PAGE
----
Julie went on to say that she would disappear with her brother for hours at night, leaving her husband ‘devastated.’
As Mark’s addiction spun out of control, he found himself in £10,000 of debt and Emma had to bail him out after dealers started threatening him.
A regretful Julie says she’s now left dealing behind. She still takes cocaine, but claims that she now has her addiction under control.
‘This past six months, ten months maybe, fed up of it,’ she explains.
‘My kids didn’t ask for their mother to be like this.’
Mark says he has also reduced his drug use in the past year and fells ‘happier than [he’s] ever been.’
Andy and a friend spend their Friday evening snorting cocaine. Andy’s friend Jim admits that, at 32, having started doing drugs at 13, he’s spend more time addicted to the drug than off
‘Slowly but surely we are f******* smashing it and that’s all that matters to us, ‘ she concludes.
Also featured in the documentary is 25-year-old Andy from Kent, who’s been addicted to cocaine for the past seven years, and uses benefits to support his habit.
‘This is not where I thought I’d see my life at the age of 25,’ he says.
In a heart-breaking moment, Andy says cocaine helps him ‘having a laugh’ and a good time, but he wishes he could have fun without drugs.
Viewers of the show had mixed reactions with one referring to Julie and her brother saying: ‘Staying indoors sniffing coke with ya sister #MyExtremeDrugDiary’ and another saying: ‘Sniffing cocaine right next to a baby’s bottle? Hmm #MyExtremeDrugDiary’
Twitter had mixed feelings about the show – not showing much sympathy and were sure the masks wouldn’t hide their identity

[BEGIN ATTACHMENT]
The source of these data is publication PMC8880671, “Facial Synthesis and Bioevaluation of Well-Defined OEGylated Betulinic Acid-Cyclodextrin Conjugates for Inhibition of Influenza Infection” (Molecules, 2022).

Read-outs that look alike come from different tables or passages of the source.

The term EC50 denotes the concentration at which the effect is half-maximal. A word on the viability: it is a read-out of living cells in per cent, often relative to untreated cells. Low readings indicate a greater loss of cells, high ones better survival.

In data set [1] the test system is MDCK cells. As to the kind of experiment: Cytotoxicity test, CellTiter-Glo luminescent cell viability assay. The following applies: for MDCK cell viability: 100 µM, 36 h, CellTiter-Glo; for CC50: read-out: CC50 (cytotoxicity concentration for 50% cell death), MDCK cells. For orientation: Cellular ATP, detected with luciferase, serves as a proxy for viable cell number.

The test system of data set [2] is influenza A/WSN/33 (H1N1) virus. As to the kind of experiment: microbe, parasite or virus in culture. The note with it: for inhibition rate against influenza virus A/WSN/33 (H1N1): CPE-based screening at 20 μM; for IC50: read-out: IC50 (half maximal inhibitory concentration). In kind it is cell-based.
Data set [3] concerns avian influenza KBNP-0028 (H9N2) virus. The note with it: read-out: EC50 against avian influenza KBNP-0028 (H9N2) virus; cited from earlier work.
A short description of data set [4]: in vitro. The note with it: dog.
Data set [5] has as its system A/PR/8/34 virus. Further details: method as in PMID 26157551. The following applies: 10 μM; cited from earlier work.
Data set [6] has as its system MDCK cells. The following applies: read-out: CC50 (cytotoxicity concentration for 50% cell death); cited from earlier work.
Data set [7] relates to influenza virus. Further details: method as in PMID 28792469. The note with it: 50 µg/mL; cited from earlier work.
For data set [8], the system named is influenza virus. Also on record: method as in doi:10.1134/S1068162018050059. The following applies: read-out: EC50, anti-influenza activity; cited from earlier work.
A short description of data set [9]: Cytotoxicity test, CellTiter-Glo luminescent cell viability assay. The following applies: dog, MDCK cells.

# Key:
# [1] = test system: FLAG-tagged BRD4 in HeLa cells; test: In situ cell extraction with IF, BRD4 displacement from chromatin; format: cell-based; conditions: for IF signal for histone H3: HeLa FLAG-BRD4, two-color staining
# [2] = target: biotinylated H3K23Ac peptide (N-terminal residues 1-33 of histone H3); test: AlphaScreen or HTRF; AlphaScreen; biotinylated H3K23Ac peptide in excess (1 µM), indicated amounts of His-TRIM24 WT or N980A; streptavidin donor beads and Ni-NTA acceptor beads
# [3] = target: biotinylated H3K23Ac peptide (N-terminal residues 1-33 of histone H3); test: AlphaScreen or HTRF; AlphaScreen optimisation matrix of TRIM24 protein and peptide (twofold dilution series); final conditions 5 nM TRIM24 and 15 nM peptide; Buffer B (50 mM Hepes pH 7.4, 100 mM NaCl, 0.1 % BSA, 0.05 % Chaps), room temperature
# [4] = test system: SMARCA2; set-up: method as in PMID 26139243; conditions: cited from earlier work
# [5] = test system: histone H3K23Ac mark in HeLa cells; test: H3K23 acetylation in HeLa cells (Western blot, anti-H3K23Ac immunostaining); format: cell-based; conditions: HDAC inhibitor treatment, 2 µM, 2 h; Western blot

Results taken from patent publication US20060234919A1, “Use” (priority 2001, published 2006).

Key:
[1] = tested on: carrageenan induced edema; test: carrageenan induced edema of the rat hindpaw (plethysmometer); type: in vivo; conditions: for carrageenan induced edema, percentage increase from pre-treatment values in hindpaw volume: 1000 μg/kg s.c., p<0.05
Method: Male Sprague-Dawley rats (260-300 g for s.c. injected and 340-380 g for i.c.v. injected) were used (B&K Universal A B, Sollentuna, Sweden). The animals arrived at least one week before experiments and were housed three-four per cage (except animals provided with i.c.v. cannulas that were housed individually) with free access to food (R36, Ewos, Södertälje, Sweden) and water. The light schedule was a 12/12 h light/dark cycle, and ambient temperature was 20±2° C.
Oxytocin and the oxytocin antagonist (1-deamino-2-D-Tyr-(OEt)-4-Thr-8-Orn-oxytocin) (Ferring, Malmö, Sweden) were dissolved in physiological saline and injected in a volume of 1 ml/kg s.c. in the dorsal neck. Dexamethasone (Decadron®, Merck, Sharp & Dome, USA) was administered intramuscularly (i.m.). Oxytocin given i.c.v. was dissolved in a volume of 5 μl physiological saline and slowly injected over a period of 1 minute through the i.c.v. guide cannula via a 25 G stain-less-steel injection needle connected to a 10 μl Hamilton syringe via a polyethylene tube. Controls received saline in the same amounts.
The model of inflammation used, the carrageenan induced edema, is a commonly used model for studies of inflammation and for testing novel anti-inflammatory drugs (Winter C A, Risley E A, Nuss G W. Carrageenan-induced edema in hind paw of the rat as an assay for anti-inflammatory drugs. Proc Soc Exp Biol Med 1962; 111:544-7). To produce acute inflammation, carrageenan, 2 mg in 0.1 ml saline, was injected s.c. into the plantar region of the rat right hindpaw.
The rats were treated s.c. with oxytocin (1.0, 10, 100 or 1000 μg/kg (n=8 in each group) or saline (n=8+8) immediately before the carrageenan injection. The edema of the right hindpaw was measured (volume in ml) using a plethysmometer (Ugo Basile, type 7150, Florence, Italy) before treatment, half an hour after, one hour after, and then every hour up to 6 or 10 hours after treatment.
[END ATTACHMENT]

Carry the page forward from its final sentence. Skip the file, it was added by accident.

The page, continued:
However others weren’t convinced about Andy, with one saying: ‘I don’t buy that the young kids in their 20’s are addicted at all.
‘In fact so far, I’ve not seen anyone on this programme looking like people I’ve known with coke and crack addictions. They’re just having fun and getting high and drunk. #myextremedrugdiary
While another said: ‘He’ll be struggling tostay employed once his bosses see this #MyExtremeDrugDiary’
However most just commented on the masks, with one saying: ‘Watching #myextremedrugdiary the masks are creepy. People will prob still know who they are tho!!!!!’
One of Andy’s friends, named Jim, who’s now 32 says he started doing cocaine at 14 and has lived longer on it than off the drug.
In a heartbreaking moment Andy explains that he takes cocaine to ‘feel normal’ and would like to be able to laugh and have a good time without the drug
Andy says he used to risk his life every single day to fund his cocaine addiction by ‘renting himself out.’
He would earn between £600 and £1,000 a night, which he would then spend on drugs.
‘It’s not easy to kick an habit that you love so much,’ he explains.
In the documentary, after snorting cocaine off his house key, Andy says he feels’ much more alive.
But talking about his habit, Andy says he’s gone from actually enjoying the drug to doing it out of habit because of his addiction.
‘I’m not enjoying it no more, I’m now doing it just to live, just to get by,’ he explains, ‘ to have some sort of normality in my life.’
All of his money goes into his drug addiction, and Andy says that without his mother’s help – who bails him out each time he is in financial trouble – he would have been ‘killed.’
But Andy adds that his mother has ”not a clue’ he is actually an addict.
My Extreme Drugs Diary airs Thursdays at 10pm on Channel 5.